• 12 distinct credits,  life science,  programs

    all my homies hate the 12 distinct credits rule

    hi! i ended up switching programs after first year so figuring out requirements has been crazy. i’m aiming for a human bio major with two minors, psych and imm. the issue is that the immunology minor doesn’t have a lot of required classes and almost all of the listed ones are also in the hmb program. how does this work with the distinct courses thing? thank you for any help!

    hey there,

    ok, maybe “hate” is too harsh a word but let’s face it, it’s just confusing.

    i also wanna preface this post by saying i am so sorry for the late response… the blog post backlog has been real, but hopefully this still helps someone out there :’)

    so anyway, back to that pesky 12 distinct credits rule. the whole idea is that your program requirements should add up to at least 12 different FCEs. for example, the human bio major is 8.0 FCEs. if all of the 4.0 FCEs in your imm minor end up overlapping with human bio, then you’d need to make sure to take 4.0 FCEs in your psych minor that are all distinct from your human bio/imm courses — that would get you to 12 distinct credits.

    of course, psych probably also overlaps with human bio/imm/other life sci programs, so it might not be possible to get 12 distinct credits just by meeting the minimum requirements of the programs. for example, even if you take your 8.0 FCEs for human bio and they all overlap with imm, you could take a few more eligible hmb or imm courses beyond the overlapping ones in order to fulfill 12 distinct FCEs for your program courses. alternatively, you could try to enrol in a different combination of programs to make it easier to get those distinct credits.

    i know this all sounds incredibly convoluted, which is probably why utsc has a whole worksheet on the rule. personally, i’ve just planned things out on degree explorer just try to plan out your program courses and count them all up to make sure that they add up to at least 12.0 FCEs in total.

    hope that helps!


  • admissions,  conditional offer,  Transferring

    i am once again asking you to ask enrolment services

    [Asking for a Friend] He’s a transfer student from UK and failed a course during his spring term. Will his admission offer be revoked by UT? Is there any way to prevent this?

    hi there,

    so… i’m a bit confused. is your friend in high school and transferred from the uk to canada? is he transfering to uoft from a university in the uk? or neither? i have so many questions.

    anyway, i’ll just assume it’s one of those two… if your friend’s in a canadian high school (although similar criteria apply for international schools, like in the uk), it’s possible that his offer will be revoked, especially if the course is a prerequisite for the program he was accepted for.

    conditional offers made before your final marks are out will usually have requirements to maintain your marks, but they can be super vague. unfortunately, i can’t say if uoft will rescind his offer but i’d recommend contacting enrolment services directly to ask, if you haven’t heard from them already.

    if the offer gets rescinded, your friend might be able to further explain his situation to the admissions office to see if any exceptions can be made, or if they would accept a retake of the course in summer school, private school, or any other options available to him.

    if your friend’s transferring from a university/college, the failed course could also be an issue since conditional offers for transfers do emphasize your cgpa and overall academic performance. again, prerequisites probably matter the most, but you’d also have to pass the cgpa cutoff which is generally around a B average, according to the requirements. to be safe though, i’d still recommend asking enrolment services.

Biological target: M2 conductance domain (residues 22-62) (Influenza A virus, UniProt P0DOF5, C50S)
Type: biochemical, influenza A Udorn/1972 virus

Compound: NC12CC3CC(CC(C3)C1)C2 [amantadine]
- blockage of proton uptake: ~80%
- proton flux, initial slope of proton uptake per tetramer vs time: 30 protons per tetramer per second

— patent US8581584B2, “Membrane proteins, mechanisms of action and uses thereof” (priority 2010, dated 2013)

it might seem like i’m just outsourcing every other question to enrolments services at this point, which… well. just trust me, they know best.

    good luck (to your friend, that is) and hope that helps!


  • major,  programs

    major changes

    Can you change or decide to double major in your 3rd year?

    hey there,

    yup, speaking from experience, you definitely can. honestly, this is probably one of the most redeeming qualities of POSt (especially for us indecisive students).

    you can switch between programs in the “program change groups” directly on acorn without any application or approval (see the list here), and for other programs you can try to request the change on acorn or contact the department for approval.

    program changes are usually available on acorn in march/april and july/august each year. in fact, this year’s program change deadline is august 23rd, so if you already have a program in mind, you might even be able to get it done this summer!

    of course, the success of your program change may depend on the courses and programs you’ve completed so far, and how related they are to the programs you’re switching into. competitive programs would also still be evaluating you by their POSt criteria.

    anyways, hope this helps. be free! go find the program of your dreams!

    good luck,



    utaps got ur back

    Hello, do you know if my grades impact the amount of UTAPS I could get? Or does UTAPS only look at my OSAP application and financial situation? How do they count the UTAPS amount? Thanks!

    hi there,

    from what i know, utaps is based on your osap application and does not depend on grades. other bursaries/awards might look at your marks, but utaps really is based on need, and typically pays out any amount of your financial need (calculated by the government) that wasn’t covered by osap.

    the one potential exception is if you’re failing a lot of courses. usually, for undergrads, osap requires you to pass 1.5 FCEs per term, or 3.0 FCEs for every two terms. dropping below that would put you on osap probation, which means that if you miss the requirements again in the next year, you’ll be restricted from getting more osap. this could also affect your utaps application, but in this case i think utaps would probably be the least of your concerns… so if this is you (or if you’d just like some more support in general) it’d be best to just get advice from your registrar.